The results of Manfiest Destiny are well known. The United States became an independent nation stretching from sea to shinng sea and the native population was almost completely decimated. To this day, the indigenous poplulation of the United States, especially those trying to hold on to the little bit of land that the US government has allowed them to keep – the reservations – have been treated as second-class citizens at best. It is only in the last 30 or 40 years that americans have begun to get away from the stereotypes and the mythical history that was pounded into our heads in school – how Manfest Destiny lifted the indigenous population out of savagery and barbarism and the real history of what happened – smallpox epidemics started bu infected blankets and the real state of life on a reservation and the massacres of peaceful populations – has replaced the mythical history.

Getting back to Plymoth, the Puritans were religious fundamnetalists. They took Scripture quite “literally,” or so they claimed. In the Book of Genesis, after creating Adama and Eve, God charges them to “be fruitful and multiply.” He also introduces them to all the plants and aninals, charing Adam, of course it’s the male, to name them all and he gives him or them (the Bible is a bit vague here) “dominion” over all of the land and everything on it. The key word here is dominion. What did God mean by that?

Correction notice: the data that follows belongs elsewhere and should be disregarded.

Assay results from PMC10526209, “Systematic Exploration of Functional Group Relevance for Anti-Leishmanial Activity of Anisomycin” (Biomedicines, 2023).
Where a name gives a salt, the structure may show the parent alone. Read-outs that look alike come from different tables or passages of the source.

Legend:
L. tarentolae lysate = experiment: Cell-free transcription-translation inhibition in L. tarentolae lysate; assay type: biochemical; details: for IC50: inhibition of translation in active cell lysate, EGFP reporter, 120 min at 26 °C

According to Princeton University’s WordNet:(n) dominion, rule (dominance or power through legal authority. Now that’s funny. As far as I know, God is not a lawyer, nor was either Adam or Eve. Matter of fact, I don’t think God ever created any lawyers. And, if as the fundamentalists claim, the Book of Genesis was written in its entirery by Moses, there weren’t any lawyers among the Israelites of that time (1393 – 1273 BCE). The Hebrew religious legalists, the scribes, did not start writing down the Torah (the first five books of the Old Testament) until the seventh century BCE – almost 700 years after the death of Moses: